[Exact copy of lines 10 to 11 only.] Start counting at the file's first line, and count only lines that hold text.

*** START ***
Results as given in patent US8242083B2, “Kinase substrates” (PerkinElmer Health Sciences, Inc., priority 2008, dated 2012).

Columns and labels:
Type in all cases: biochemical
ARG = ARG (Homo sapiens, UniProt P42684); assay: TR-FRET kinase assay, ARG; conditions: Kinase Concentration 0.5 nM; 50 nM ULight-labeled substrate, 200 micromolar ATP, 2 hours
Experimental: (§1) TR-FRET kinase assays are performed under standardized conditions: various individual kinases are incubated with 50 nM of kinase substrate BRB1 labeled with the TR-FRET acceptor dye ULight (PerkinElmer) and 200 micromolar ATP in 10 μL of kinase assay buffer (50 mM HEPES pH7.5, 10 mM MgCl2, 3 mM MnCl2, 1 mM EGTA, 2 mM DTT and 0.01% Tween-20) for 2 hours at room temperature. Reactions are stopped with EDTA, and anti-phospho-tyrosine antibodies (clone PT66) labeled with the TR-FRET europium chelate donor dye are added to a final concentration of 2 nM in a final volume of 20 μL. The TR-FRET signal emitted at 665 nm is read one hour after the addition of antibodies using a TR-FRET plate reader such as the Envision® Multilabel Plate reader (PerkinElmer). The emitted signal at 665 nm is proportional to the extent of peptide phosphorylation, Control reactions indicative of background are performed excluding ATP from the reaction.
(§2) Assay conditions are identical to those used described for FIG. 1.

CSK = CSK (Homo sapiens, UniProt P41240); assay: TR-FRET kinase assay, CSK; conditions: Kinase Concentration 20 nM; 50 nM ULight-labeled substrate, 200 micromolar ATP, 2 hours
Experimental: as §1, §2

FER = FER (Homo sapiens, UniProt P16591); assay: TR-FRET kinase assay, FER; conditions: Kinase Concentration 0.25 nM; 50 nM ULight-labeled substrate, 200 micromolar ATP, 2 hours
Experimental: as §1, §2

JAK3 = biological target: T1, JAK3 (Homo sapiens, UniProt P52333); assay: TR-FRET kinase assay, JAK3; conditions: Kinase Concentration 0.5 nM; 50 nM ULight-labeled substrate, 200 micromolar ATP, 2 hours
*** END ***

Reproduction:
Experimental: as §1, §2

JAK3 = biological target: T1, JAK3 (Homo sapiens, UniProt P52333); assay: TR-FRET kinase assay, JAK3; conditions: Kinase Concentration 0.5 nM; 50 nM ULight-labeled substrate, 200 micromolar ATP, 2 hours